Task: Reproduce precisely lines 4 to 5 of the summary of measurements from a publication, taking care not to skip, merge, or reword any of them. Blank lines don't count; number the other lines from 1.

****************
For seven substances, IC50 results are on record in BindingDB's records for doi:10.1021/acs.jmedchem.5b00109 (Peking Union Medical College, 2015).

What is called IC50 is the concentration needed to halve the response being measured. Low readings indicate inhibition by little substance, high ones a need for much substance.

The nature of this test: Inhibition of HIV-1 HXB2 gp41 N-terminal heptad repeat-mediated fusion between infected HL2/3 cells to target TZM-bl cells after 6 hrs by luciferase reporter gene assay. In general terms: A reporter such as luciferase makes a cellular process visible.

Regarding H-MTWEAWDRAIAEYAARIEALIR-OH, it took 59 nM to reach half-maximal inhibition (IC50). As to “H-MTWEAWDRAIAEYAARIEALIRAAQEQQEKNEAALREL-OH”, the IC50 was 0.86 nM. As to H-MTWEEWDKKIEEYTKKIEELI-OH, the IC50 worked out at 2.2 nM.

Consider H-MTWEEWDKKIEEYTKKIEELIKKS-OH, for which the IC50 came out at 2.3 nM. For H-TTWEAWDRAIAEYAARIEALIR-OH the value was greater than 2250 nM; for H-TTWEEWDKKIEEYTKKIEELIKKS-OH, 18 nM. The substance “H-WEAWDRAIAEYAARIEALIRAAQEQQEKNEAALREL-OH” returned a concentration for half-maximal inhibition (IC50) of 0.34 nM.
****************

Regarding H-MTWEAWDRAIAEYAARIEALIR-OH, it took 59 nM to reach half-maximal inhibition (IC50). As to “H-MTWEAWDRAIAEYAARIEALIRAAQEQQEKNEAALREL-OH”, the IC50 was 0.86 nM. As to H-MTWEEWDKKIEEYTKKIEELI-OH, the IC50 worked out at 2.2 nM.

Consider H-MTWEEWDKKIEEYTKKIEELIKKS-OH, for which the IC50 came out at 2.3 nM. For H-TTWEAWDRAIAEYAARIEALIR-OH the value was greater than 2250 nM; for H-TTWEEWDKKIEEYTKKIEELIKKS-OH, 18 nM. The substance “H-WEAWDRAIAEYAARIEALIRAAQEQQEKNEAALREL-OH” returned a concentration for half-maximal inhibition (IC50) of 0.34 nM.